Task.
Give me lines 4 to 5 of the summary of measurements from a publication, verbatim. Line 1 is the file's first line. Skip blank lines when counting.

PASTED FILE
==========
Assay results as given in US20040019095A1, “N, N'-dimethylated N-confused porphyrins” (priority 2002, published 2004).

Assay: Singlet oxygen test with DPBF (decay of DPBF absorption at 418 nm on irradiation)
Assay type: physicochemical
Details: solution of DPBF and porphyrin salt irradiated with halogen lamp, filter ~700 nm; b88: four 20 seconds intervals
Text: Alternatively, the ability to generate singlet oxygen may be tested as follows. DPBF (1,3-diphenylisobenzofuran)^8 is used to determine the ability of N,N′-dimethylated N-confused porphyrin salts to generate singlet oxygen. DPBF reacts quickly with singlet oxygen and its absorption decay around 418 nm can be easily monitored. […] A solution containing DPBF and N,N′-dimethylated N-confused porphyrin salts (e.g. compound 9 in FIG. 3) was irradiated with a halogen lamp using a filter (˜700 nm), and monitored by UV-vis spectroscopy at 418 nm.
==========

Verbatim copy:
Details: solution of DPBF and porphyrin salt irradiated with halogen lamp, filter ~700 nm; b88: four 20 seconds intervals
Text: Alternatively, the ability to generate singlet oxygen may be tested as follows. DPBF (1,3-diphenylisobenzofuran)^8 is used to determine the ability of N,N′-dimethylated N-confused porphyrin salts to generate singlet oxygen. DPBF reacts quickly with singlet oxygen and its absorption decay around 418 nm can be easily monitored. […] A solution containing DPBF and N,N′-dimethylated N-confused porphyrin salts (e.g. compound 9 in FIG. 3) was irradiated with a halogen lamp using a filter (˜700 nm), and monitored by UV-vis spectroscopy at 418 nm.